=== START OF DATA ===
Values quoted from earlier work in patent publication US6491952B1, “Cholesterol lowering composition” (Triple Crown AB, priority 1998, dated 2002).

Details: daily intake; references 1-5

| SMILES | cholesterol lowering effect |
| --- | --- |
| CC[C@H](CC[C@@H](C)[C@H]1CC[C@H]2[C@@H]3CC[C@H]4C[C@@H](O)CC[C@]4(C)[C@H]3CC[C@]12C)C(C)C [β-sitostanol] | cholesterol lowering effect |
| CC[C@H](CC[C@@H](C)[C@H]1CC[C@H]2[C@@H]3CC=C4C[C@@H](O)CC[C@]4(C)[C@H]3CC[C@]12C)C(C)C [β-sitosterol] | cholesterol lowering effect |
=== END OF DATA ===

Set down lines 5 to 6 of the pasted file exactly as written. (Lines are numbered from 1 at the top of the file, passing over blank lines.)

| CC[C@H](CC[C@@H](C)[C@H]1CC[C@H]2[C@@H]3CC[C@H]4C[C@@H](O)CC[C@]4(C)[C@H]3CC[C@]12C)C(C)C [β-sitostanol] | cholesterol lowering effect |
| CC[C@H](CC[C@@H](C)[C@H]1CC[C@H]2[C@@H]3CC=C4C[C@@H](O)CC[C@]4(C)[C@H]3CC[C@]12C)C(C)C [β-sitosterol] | cholesterol lowering effect |